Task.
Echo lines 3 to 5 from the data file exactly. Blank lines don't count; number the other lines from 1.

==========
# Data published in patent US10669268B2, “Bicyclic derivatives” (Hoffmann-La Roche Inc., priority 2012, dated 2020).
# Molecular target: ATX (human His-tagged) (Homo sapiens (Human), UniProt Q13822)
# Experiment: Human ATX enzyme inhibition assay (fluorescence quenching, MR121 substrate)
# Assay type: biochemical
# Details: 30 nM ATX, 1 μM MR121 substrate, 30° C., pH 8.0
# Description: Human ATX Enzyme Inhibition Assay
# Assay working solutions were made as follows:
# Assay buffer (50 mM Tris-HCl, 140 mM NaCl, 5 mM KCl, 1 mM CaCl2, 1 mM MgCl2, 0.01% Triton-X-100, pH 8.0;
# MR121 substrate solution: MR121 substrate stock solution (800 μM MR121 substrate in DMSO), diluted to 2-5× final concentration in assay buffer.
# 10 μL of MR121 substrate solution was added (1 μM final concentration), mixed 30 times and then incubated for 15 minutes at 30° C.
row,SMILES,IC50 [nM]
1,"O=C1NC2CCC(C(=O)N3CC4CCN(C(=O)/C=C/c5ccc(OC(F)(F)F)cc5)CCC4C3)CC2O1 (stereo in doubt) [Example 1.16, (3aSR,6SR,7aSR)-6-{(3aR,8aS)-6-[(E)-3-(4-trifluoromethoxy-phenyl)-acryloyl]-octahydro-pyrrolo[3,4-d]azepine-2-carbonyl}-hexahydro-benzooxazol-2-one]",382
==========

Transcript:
# Experiment: Human ATX enzyme inhibition assay (fluorescence quenching, MR121 substrate)
# Assay type: biochemical
# Details: 30 nM ATX, 1 μM MR121 substrate, 30° C., pH 8.0